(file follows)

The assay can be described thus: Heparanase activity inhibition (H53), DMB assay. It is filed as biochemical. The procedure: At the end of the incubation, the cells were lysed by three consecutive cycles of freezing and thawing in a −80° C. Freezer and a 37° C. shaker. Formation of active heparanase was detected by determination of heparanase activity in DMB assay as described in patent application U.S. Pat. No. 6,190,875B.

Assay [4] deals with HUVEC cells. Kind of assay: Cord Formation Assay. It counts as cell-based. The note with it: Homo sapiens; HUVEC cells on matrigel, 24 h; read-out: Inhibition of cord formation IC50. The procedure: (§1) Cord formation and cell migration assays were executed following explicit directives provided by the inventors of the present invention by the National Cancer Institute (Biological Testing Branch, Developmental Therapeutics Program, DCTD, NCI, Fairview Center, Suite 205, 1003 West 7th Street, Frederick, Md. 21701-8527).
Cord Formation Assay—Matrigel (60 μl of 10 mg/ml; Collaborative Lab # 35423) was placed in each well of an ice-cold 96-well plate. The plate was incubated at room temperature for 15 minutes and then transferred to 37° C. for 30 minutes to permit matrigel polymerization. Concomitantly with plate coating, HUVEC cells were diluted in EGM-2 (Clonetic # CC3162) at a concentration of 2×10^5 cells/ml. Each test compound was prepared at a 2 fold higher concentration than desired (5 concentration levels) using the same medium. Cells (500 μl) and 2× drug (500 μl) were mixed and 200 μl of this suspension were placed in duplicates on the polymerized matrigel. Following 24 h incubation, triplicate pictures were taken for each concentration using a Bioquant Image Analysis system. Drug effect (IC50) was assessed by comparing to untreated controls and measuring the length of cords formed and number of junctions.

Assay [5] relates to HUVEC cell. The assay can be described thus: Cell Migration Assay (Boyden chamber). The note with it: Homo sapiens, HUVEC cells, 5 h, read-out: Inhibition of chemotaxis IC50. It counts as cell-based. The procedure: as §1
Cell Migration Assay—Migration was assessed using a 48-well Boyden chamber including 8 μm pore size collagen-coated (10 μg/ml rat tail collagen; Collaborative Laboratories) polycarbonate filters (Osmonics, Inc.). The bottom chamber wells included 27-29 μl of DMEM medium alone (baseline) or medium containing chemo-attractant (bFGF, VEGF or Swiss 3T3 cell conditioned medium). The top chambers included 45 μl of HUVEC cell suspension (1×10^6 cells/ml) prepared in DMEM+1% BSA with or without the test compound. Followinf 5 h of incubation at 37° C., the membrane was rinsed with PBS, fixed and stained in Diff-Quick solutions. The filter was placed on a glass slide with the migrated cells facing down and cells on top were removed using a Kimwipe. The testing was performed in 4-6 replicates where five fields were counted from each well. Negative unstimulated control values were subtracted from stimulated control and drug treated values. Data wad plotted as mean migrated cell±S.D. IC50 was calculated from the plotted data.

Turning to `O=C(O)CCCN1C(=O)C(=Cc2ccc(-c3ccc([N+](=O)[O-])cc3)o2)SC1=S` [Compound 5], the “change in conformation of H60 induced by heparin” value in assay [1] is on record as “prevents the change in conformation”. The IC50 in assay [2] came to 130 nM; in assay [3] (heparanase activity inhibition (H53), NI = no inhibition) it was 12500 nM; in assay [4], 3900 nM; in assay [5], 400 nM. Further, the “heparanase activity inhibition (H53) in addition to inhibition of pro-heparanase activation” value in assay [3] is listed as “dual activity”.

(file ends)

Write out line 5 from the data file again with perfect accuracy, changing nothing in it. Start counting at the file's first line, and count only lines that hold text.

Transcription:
Cell Migration Assay—Migration was assessed using a 48-well Boyden chamber including 8 μm pore size collagen-coated (10 μg/ml rat tail collagen; Collaborative Laboratories) polycarbonate filters (Osmonics, Inc.). The bottom chamber wells included 27-29 μl of DMEM medium alone (baseline) or medium containing chemo-attractant (bFGF, VEGF or Swiss 3T3 cell conditioned medium). The top chambers included 45 μl of HUVEC cell suspension (1×10^6 cells/ml) prepared in DMEM+1% BSA with or without the test compound. Followinf 5 h of incubation at 37° C., the membrane was rinsed with PBS, fixed and stained in Diff-Quick solutions. The filter was placed on a glass slide with the migrated cells facing down and cells on top were removed using a Kimwipe. The testing was performed in 4-6 replicates where five fields were counted from each well. Negative unstimulated control values were subtracted from stimulated control and drug treated values. Data wad plotted as mean migrated cell±S.D. IC50 was calculated from the plotted data.